Back in January, I wrote a post about how my resolution for 2016 was to let go of the worldly perfection I chase daily.
This struggle is still in the “I see this two-ton pile of dirt in front of me that I want to move but I only have a teaspoon to start picking at it” stage, if that makes any sense.
Earlier this week I had an interview for a leadership position with the student ministry I attend here. Back in the fall when I had my interview for my overseas trip, I was asked questions like What have you failed at? and How do you respond to failure? It was then that I began to consider how the life I’ve been living has really been one of performance; a life of living up to academic, relationship, body-image, and even spiritual standards that I had built for myself. Hence, the post in January about wanting to grow in this area.
And at this week’s interview, the topics were similar.
Self-improvement. Holding others to my own impossible standards. Failure to show grace. Superiority. Large mood swings based on my own successes and failures. Exhaustion. Constant feelings of pressure, inadequacy, and bitterness. Maturity in head knowledge but not in heart.
It was a lot to swallow, and I think any other day before this I would have been overwhelmed by hearing the weight of all of those weaknesses. Listening to two other people describe my “pile” so accurately made my emotions bubble and swirl. But the Holy Spirit was definitely present, because the thing I felt most was free, the very thing that I have been craving more than anything.
Because as I heard the words “I’m not sure if you truly understand what it means to live day-to-day in grace and dependence on Jesus” from the mouth of a person, I heard “I want to teach you how” whispered by my Savior.
Come to me, all who labor and are heavy-laden, and I will give you rest. Take my yoke upon you, and learn from me, for I am gentle and lowly in heart, and you will find rest for your souls.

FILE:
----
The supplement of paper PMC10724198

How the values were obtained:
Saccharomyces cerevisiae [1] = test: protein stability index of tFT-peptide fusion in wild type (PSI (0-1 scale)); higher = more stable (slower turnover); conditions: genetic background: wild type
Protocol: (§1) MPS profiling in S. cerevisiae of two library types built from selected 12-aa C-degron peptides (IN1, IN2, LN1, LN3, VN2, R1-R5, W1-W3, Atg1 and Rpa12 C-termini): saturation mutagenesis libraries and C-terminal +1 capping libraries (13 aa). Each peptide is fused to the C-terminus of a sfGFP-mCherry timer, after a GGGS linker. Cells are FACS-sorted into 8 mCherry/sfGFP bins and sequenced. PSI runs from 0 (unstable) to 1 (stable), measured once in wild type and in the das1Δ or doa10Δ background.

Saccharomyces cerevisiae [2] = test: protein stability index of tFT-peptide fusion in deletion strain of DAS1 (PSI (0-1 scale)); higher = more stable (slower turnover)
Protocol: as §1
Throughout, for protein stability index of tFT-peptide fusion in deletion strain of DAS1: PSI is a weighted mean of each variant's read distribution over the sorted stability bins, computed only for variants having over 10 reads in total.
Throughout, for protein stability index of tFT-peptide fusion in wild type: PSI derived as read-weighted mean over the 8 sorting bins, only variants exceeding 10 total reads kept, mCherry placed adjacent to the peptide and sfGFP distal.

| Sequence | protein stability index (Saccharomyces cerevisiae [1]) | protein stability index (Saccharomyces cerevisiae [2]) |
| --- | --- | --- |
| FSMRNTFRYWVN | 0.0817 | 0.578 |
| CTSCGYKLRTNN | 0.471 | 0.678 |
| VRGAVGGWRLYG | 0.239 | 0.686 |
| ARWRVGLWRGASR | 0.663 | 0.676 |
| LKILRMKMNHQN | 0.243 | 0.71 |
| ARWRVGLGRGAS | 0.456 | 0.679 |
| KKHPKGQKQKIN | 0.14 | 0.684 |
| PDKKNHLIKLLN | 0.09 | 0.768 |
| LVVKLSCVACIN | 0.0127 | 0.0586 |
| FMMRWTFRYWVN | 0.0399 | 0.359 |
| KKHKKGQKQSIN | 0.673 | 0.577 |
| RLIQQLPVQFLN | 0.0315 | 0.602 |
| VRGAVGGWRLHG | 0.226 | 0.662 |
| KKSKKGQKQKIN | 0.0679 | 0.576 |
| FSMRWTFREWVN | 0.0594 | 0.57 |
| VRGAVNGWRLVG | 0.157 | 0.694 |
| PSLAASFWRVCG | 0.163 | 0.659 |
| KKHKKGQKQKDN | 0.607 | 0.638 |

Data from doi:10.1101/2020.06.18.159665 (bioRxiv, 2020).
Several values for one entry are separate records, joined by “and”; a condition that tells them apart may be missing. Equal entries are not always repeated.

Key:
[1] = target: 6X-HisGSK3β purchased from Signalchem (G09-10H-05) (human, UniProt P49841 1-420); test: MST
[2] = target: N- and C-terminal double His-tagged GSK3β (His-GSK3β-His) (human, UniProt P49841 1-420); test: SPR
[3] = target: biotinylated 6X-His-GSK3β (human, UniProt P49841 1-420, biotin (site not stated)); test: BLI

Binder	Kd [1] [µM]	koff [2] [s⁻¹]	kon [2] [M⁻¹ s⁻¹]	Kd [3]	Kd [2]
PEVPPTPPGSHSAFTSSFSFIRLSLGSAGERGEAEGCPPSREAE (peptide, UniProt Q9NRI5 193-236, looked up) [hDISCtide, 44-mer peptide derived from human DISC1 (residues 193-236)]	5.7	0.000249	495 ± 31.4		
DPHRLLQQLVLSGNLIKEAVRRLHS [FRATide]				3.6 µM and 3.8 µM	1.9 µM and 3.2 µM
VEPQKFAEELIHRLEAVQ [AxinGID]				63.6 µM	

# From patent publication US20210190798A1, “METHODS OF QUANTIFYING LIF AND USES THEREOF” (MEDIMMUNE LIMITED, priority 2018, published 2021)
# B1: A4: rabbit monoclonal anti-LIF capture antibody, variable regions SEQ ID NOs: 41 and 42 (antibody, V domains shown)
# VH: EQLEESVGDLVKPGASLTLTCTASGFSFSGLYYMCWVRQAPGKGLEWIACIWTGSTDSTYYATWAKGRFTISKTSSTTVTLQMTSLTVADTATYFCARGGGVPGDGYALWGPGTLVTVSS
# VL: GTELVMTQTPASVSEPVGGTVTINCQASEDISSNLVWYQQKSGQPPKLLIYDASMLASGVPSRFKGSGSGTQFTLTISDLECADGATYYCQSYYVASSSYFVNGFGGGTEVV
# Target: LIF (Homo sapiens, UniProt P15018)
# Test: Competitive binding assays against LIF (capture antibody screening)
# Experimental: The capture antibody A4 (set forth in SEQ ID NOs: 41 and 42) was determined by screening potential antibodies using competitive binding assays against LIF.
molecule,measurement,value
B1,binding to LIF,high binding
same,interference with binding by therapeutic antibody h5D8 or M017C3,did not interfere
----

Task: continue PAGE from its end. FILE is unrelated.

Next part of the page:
Matthew 11: 28-29 (ESV)
Yes, here I am. I am the laborer, the heavy-laden, the one who fills her soul with pressure instead of resting in grace.
But yes, Jesus died for this soul. Yes, this Good Friday is good because Jesus is the “gentle and lowly in heart” that I am not, yet he chose the nails for me. He is God, yet he suffered for my addiction to self-glory and desire for independence from him.
And this is grace. This is the truest beauty any heart can ever know. This is the only goodness I want my life to be consumed with, the only song I want my life to sing to those I come in contact with.
I’m still blown away by just how much filth my small soul can hold. Today alone I have already run toward what I have done/not done instead of what Jesus did/continues to do more than once. But I’m also certain that I am not alone. My Savior is with me, washing away the dirt and giving me grace in all the moments I fail. And this makes my Easter too sweet for any words I could type.
I will sprinkle clean water on you, and you shall be clean from all your uncleannesses, and from all your idols I will cleanse you.
Ezekiel 36: 25 (ESV)
For if the blood of goats and bulls, and the sprinkling of defiled persons with the ashes of a heifer, sanctify for the purification of the flesh, how much more will the blood of Christ, who through the eternal Spirit offered himself without blemish to God, purify our conscience from dead works to serve the living God.
Hebrews 9: 13-14 (ESV)